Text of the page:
This is a devilishly hard algorithm to get right. I have some ideas for improvement, but it’s fundamentally a lark and a conversation piece at present, so I don’t want to waste too much time on it.

How it works. In case you’re interested, it works completely apart from our book-to-book recommendation system, or the system that aggregates those recommendations into member-specific lists of 1,000 recommended books. Instead, “Will you like it?” works directly from the data, examining the users who have a book and how their books relate to yours.

As such, it isn’t very good at sussing out where your tastes differ from those of people who share your books. For example, my large collection of books on Greek history match me up with people who enjoy other ancient history, but I am not that interested in early Republican Rome, no matter what the algorithm thinks.

What’s interesting? I’m not going to claim it’s perfect, but it’s interesting that, to my knowledge, nobody’s every tried this before.

I think this is yet another case of Amazon limiting the horizons of what people imagine online, particularly in the online book world. Amazon pioneered book-to-book and user-to-book reviews. The work was groundbreaking but it was also routed in commercial success. User-to-book recommendations drive customers to books they’ll like and book-to-book recommendations help them find the perfect book, as well as increase the number of items in each order. Giving people honest assessments of whether they’ll like a book is murkier. Does Amazon want to tell a customer they won’t enjoy something? And what if they’re wrong?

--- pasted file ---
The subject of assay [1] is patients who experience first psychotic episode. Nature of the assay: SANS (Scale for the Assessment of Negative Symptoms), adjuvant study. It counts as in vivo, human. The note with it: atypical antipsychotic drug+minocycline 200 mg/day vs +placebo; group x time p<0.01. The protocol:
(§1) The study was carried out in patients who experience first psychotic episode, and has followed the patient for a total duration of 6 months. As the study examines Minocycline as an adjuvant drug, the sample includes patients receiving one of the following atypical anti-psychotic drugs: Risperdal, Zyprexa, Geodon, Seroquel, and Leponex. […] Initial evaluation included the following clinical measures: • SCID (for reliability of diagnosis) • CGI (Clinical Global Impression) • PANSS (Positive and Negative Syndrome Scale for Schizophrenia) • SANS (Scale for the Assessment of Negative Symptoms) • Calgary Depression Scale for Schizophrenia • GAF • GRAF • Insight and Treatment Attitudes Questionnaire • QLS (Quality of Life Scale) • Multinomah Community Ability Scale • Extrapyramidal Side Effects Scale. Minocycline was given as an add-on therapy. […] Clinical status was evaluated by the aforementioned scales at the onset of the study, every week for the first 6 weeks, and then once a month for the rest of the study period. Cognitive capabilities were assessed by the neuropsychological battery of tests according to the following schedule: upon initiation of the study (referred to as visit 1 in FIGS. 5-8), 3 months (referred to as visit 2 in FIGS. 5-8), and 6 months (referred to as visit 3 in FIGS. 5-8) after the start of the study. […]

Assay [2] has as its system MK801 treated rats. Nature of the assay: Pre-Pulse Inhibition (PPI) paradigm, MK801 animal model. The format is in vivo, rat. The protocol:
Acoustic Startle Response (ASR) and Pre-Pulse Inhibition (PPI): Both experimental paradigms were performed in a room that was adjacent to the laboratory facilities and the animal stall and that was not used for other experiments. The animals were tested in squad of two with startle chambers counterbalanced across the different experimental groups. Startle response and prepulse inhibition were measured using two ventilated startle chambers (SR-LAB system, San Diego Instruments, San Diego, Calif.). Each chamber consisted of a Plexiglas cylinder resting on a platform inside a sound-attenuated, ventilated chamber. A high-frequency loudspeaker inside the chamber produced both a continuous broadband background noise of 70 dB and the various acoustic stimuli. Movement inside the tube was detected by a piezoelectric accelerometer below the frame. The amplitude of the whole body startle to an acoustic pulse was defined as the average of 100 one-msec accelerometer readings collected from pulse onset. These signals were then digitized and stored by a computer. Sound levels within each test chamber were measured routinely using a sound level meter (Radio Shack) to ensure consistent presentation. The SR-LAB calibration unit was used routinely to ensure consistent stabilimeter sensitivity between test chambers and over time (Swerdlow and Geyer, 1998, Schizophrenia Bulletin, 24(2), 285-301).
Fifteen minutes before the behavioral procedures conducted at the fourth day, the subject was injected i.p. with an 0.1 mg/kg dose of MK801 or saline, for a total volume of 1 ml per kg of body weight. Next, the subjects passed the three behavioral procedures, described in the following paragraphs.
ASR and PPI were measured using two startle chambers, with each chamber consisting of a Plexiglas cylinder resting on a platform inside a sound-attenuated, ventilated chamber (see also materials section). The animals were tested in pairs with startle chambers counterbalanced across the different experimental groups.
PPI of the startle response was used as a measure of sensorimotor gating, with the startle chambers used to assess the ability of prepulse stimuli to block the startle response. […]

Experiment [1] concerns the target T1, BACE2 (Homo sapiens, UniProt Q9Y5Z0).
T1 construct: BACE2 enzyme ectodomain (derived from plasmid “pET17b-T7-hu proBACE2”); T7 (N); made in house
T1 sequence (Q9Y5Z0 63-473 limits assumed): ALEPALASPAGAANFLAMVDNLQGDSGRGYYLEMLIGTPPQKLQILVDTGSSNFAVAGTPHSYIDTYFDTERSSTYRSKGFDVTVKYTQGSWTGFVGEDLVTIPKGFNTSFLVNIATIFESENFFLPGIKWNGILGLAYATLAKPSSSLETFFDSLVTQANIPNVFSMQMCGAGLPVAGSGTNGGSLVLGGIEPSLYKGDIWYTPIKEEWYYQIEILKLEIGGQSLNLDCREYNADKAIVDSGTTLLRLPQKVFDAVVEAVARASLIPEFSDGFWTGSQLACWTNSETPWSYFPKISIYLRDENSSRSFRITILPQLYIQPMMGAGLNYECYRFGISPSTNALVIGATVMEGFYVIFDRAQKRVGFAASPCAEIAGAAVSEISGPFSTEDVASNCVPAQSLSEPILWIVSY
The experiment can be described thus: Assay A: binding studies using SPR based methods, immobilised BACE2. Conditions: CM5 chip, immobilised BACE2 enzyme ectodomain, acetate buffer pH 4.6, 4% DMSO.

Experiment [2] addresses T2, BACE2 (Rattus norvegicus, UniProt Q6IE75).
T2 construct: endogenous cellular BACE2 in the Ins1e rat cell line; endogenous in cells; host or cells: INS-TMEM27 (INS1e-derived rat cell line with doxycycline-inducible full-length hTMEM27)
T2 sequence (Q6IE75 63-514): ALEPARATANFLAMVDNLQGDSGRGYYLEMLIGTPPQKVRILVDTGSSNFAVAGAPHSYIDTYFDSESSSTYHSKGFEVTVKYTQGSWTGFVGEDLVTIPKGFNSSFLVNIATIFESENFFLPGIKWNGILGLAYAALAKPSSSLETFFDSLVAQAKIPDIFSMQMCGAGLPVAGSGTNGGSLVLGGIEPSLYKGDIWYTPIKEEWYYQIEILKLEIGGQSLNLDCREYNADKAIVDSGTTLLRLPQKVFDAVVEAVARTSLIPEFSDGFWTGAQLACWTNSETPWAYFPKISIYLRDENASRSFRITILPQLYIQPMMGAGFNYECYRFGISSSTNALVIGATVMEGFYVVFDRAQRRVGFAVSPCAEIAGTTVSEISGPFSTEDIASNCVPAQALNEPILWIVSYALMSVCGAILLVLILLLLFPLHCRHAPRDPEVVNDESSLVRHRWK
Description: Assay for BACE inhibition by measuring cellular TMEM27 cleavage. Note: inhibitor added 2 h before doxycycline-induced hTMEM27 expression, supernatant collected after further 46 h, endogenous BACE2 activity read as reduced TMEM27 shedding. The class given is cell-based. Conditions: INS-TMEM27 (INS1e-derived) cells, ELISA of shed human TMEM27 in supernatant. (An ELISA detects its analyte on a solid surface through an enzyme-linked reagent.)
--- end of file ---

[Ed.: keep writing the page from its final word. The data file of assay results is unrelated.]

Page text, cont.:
Meanwhile, LibraryThing succeeds by being fun and interesting, not by selling books. It gives us a rare freedom to invent features that don’t sell books, like our Unsuggester—what books will you hate?—and now this.

I started a topic to discuss it.


*Don’t worry. This didn’t distract. I just pushed two combination/separation bug fixes, and Chris and I are hard at work on the catalog, in preparation for some larger changes (ETA: one week?).

Labels: amazon, new features, recommendations

Friday, August 1st, 2008

Abebooks news: The scoop for LibraryThing

Today Abebooks, the Canadian bookseller, announced that it was being acquired by Amazon, a company that needs little introduction. (See Amazon press release.)

Abebooks owns a minority stake in LibraryThing. This means that, after regulatory approval and finalization, Amazon will become, through Abebooks, a minority investor in LibraryThing.

I congratulate Amazon on a shrewd acquisition. Abebooks is a great company, full of wonderful people. They have accomplished great things (link). I have no inside info, but I can foresee Amazon’s extraordinary technical infrastructure giving Abe a big lift.
Here’s the scoop:

  • LibraryThing did not have any knowledge of or influence over this deal.
  • The majority of LibraryThing is in my hands. Abebooks holds a minority of the shares, with certain notable but limited rights. This situation does not change when Amazon acquires Abebooks.